In view of the foregoing, the Complainant maintains that the Respondent cannot claim to be making a bona fide use of the disputed domain name through the unauthorized offering of YANMAR branded goods and services, nor claim to be making a legitimate noncommercial or fair use of the disputed domain name. The Complainant further observes that the Respondent has made no effort on its website to prevent the confusion arising from the Respondent’s use of a domain name that consists solely of the Complainant’s mark in connection with the purported offering of the Complainant’s products or services.
In view of the overall circumstances as reflected in the Complainant, the Complainant considers it an inescapable conclusion that the Respondent was well aware of the Complainant and the Complainant’s trademark rights when registering the disputed domain name. According to the Complainant, no plausible reason for the Respondent’s adoption and use of the disputed domain name exists other than to exploit and profit from the goodwill associated with the Complainant’s mark, by drawing a connection between the disputed domain name and the Complainant’s products and services. In light of this, the Complainant asserts that the Respondent registered and is using the disputed domain name in bad faith. The Complainant points to the Respondent’s failure to respond to the Complainant’s demand letters as further evidence of such bad faith.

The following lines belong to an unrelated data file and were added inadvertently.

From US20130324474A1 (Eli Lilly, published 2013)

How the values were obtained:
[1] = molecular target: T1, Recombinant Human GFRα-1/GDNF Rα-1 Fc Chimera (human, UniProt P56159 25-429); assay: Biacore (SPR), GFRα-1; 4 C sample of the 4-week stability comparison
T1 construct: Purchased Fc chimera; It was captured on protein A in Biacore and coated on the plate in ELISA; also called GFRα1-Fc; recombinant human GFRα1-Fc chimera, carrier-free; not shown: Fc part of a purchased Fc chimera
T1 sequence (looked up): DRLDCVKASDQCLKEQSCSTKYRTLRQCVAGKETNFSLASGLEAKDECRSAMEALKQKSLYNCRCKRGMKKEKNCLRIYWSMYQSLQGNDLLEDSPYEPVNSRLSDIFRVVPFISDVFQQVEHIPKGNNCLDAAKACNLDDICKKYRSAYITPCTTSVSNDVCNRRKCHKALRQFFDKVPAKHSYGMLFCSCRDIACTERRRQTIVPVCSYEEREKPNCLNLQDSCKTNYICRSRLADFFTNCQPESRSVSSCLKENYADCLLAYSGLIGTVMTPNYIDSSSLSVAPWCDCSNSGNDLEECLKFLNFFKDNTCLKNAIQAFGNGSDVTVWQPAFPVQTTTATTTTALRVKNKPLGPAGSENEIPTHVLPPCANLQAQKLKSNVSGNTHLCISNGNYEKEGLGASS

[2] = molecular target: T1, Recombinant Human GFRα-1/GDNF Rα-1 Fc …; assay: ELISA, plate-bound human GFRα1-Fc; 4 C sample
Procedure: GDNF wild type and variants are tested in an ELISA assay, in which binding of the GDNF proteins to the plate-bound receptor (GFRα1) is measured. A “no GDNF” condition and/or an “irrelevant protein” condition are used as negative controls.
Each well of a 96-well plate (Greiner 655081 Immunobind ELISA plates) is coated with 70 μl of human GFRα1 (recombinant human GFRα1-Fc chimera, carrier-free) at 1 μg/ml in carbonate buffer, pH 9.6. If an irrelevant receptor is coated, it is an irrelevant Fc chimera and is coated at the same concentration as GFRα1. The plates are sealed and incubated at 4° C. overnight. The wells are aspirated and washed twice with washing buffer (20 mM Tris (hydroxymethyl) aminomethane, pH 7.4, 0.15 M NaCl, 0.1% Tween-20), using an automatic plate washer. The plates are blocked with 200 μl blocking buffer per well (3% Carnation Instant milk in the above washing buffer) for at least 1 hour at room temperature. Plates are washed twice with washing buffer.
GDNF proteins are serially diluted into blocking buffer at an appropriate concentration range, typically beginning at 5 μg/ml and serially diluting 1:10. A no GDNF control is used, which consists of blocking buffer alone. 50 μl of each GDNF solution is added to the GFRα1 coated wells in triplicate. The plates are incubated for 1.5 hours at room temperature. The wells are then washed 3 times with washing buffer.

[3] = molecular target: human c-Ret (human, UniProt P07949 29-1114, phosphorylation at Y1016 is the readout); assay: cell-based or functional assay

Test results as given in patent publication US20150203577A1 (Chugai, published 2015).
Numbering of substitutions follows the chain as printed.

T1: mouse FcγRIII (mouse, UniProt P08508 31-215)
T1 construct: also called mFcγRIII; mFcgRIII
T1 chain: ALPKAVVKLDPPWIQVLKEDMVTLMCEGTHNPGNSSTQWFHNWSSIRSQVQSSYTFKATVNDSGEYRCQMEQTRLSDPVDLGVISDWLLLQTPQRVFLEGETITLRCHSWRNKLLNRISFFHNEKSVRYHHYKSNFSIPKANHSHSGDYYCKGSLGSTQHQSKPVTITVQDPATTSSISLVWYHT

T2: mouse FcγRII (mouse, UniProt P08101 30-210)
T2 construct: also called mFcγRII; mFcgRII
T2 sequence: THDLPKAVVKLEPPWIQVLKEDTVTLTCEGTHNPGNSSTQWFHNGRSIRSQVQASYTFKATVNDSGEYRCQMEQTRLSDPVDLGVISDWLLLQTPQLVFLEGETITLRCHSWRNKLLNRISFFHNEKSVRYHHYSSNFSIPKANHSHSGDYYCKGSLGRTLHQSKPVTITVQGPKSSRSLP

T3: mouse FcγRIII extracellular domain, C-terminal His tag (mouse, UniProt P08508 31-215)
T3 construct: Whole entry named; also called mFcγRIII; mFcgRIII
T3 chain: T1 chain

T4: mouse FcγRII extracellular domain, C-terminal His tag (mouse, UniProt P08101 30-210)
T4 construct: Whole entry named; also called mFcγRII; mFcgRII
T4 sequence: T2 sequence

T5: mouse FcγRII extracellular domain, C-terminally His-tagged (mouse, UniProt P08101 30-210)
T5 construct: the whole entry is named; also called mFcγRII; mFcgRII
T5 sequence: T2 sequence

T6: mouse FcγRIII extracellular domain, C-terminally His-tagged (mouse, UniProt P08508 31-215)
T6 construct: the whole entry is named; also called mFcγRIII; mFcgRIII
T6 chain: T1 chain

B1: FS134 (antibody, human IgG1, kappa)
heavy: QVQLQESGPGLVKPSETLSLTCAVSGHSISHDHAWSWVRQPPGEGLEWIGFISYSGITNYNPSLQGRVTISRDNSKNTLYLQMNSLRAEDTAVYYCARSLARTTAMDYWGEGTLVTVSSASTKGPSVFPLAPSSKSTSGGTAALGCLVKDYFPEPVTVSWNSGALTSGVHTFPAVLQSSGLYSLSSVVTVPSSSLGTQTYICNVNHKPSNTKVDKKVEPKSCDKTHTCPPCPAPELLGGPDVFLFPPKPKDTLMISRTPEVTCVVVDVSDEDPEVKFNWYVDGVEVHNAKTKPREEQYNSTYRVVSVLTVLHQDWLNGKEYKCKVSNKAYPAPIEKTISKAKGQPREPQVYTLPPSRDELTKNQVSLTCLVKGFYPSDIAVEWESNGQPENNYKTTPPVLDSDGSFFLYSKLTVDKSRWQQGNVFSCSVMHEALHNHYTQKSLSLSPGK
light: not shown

The Respondent did not reply to the Complainant’s contentions.
6. Discussion and Findings
A. Scope of the Policy
The Policy is addressed to resolving disputes concerning allegations of abusive domain name registration and use. Milwaukee Electric Tool Corporation v. Bay Verte Machinery, Inc. d/b/a The Power Tool Store, WIPO Case No. D2002-0774. Accordingly, the jurisdiction of this Panel is limited to providing a remedy in cases of “the abusive registration of domain names”, also known as “cybersquatting”. Weber-Stephen Products Co. v. Armitage Hardware, WIPO Case No. D2000-0187. See Final Report of the WIPO Internet Domain Name Process, paragraphs 169 and 170.
Paragraph 15(a) of the Rules provides that the Panel shall decide a complaint on the basis of statements and documents submitted and in accordance with the Policy, the Rules and any other rules or principles of law that the Panel deems applicable.
Paragraph 4(a) of the Policy requires that the Complainant prove each of the following three elements to obtain a decision that a domain name should be either cancelled or transferred:
(i) The domain name registered by the Respondent is identical or confusingly similar to a trademark or service mark in which the Complainant has rights; and
(ii) The Respondent has no rights or legitimate interests with respect to the domain name; and
(iii) The domain name has been registered and is being used in bad faith.